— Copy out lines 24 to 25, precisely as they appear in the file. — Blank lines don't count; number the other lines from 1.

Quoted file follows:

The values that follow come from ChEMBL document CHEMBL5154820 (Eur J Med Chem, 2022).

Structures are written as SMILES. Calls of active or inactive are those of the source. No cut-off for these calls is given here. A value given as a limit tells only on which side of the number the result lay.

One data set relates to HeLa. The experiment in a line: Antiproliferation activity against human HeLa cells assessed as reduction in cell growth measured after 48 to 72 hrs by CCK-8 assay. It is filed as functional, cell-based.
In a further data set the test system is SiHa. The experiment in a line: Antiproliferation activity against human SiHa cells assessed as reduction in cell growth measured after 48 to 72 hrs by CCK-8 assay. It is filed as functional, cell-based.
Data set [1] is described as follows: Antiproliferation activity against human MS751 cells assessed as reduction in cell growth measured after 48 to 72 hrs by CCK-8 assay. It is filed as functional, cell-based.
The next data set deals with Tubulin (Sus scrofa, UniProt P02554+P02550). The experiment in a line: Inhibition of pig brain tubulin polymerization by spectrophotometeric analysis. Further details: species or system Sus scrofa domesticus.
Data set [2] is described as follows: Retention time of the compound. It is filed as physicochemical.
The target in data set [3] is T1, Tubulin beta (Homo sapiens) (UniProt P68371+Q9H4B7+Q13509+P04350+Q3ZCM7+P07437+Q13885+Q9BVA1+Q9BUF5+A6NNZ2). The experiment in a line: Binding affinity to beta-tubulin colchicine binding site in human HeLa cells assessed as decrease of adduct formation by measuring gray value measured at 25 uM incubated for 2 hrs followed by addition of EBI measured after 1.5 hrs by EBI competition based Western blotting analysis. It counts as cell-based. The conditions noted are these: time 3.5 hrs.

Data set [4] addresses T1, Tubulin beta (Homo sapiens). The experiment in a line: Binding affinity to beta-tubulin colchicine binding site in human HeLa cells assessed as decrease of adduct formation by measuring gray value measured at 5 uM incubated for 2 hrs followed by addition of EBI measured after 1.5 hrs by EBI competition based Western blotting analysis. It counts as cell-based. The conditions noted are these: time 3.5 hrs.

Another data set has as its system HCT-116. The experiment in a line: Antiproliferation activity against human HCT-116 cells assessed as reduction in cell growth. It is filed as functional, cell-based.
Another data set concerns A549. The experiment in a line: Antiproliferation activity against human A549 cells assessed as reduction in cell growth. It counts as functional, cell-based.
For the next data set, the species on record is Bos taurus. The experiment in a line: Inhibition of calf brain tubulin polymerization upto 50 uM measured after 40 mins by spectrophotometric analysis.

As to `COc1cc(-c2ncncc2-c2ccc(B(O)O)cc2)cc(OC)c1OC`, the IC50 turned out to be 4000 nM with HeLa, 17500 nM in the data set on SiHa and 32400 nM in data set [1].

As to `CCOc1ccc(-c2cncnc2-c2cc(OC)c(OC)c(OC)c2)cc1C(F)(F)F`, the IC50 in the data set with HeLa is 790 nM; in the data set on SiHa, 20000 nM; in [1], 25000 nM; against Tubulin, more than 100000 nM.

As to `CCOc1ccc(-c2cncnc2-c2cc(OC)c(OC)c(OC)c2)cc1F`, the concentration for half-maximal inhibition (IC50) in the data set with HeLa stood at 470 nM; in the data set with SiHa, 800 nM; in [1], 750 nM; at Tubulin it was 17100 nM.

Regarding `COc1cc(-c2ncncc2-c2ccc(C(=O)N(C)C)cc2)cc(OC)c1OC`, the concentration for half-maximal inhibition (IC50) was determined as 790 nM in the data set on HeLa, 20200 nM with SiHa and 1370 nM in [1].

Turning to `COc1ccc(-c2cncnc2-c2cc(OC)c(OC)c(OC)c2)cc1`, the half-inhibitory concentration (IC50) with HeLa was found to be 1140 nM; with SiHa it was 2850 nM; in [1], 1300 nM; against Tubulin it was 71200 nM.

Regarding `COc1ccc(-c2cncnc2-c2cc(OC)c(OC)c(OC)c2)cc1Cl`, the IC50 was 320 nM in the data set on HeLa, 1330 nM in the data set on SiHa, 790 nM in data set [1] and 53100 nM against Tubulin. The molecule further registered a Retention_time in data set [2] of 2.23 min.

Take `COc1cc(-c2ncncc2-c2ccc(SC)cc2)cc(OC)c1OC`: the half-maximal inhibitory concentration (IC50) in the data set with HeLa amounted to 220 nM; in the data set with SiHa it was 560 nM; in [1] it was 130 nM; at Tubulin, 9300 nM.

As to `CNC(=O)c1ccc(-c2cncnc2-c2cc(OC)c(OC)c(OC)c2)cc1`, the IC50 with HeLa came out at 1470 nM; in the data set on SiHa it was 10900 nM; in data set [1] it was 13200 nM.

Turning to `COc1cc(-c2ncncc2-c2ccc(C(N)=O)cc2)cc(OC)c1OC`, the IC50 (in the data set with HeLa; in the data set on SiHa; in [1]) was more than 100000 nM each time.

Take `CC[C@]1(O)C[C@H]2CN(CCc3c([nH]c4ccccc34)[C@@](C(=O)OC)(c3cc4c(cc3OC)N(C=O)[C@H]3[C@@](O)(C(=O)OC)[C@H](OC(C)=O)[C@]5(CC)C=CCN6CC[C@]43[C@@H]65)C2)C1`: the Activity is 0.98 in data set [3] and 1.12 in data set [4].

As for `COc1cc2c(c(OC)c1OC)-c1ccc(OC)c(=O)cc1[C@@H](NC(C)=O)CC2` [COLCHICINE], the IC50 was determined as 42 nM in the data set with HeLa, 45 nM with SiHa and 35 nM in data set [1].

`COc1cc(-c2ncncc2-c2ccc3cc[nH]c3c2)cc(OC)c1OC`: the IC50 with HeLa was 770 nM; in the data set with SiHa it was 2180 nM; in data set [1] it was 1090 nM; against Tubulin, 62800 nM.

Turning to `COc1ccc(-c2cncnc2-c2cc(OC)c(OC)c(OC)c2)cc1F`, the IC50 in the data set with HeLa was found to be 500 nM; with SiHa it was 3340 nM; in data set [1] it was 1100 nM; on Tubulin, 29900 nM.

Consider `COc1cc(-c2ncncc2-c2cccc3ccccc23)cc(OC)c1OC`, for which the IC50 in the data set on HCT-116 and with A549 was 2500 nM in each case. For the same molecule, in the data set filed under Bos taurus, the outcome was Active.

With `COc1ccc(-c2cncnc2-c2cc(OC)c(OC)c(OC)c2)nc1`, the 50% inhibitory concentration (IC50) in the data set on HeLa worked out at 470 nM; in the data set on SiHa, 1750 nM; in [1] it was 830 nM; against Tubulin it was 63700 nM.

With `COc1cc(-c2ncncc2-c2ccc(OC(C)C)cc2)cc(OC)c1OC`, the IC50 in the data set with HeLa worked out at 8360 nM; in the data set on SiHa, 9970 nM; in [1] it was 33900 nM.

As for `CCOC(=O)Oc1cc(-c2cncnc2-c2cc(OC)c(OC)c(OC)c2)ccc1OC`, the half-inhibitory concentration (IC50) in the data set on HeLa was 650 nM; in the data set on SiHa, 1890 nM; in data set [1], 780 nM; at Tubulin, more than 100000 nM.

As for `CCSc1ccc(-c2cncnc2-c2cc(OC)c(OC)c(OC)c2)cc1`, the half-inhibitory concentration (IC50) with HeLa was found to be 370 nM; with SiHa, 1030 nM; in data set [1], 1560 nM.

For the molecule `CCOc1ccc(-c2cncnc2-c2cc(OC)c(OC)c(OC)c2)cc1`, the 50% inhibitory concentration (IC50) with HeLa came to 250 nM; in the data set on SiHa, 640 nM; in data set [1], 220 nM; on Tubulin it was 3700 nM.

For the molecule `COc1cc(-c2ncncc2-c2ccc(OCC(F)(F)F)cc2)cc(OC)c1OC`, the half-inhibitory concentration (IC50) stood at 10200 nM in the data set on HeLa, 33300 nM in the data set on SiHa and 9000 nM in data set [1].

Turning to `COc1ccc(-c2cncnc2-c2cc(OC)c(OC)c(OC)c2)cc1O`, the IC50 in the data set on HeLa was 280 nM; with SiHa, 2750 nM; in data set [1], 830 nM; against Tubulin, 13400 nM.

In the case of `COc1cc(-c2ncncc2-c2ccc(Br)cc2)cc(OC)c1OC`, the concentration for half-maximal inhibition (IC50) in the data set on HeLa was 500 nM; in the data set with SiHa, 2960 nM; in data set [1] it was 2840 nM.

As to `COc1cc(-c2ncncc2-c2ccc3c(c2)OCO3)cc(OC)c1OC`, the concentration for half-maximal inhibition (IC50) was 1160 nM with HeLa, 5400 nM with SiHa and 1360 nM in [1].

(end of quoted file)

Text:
`COc1cc(-c2ncncc2-c2ccc3cc[nH]c3c2)cc(OC)c1OC`: the IC50 with HeLa was 770 nM; in the data set with SiHa it was 2180 nM; in data set [1] it was 1090 nM; against Tubulin, 62800 nM.

Turning to `COc1ccc(-c2cncnc2-c2cc(OC)c(OC)c(OC)c2)cc1F`, the IC50 in the data set with HeLa was found to be 500 nM; with SiHa it was 3340 nM; in data set [1] it was 1100 nM; on Tubulin, 29900 nM.